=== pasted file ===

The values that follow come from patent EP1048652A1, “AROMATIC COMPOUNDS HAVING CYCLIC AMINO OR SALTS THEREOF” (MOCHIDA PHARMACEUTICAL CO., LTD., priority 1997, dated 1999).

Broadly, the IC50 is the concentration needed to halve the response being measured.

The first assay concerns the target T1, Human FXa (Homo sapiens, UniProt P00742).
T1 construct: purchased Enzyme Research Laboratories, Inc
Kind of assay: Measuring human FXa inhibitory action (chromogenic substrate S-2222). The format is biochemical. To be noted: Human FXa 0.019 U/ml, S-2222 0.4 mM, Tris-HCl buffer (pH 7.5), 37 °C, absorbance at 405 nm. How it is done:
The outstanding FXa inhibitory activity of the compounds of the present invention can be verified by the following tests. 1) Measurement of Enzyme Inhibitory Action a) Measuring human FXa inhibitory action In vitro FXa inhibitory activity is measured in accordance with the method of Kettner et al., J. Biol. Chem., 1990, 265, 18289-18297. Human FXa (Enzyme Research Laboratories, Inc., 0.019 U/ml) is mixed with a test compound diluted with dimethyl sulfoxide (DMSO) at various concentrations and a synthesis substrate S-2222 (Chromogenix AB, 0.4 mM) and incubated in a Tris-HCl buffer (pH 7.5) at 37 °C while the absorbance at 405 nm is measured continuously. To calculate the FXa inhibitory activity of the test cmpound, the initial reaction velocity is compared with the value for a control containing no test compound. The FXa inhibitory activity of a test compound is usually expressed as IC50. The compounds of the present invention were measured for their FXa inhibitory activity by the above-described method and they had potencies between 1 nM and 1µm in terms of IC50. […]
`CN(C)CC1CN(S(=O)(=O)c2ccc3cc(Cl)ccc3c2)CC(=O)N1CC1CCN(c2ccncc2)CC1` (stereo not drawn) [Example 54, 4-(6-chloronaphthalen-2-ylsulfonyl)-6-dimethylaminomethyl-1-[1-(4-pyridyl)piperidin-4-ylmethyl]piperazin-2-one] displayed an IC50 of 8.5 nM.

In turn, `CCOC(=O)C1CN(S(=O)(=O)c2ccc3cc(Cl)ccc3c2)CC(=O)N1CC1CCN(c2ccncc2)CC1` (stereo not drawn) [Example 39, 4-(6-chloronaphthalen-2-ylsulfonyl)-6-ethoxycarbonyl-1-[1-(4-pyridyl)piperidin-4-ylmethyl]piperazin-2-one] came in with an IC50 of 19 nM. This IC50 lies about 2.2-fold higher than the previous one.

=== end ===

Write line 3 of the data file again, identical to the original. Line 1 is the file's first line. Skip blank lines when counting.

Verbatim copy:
The first assay concerns the target T1, Human FXa (Homo sapiens, UniProt P00742).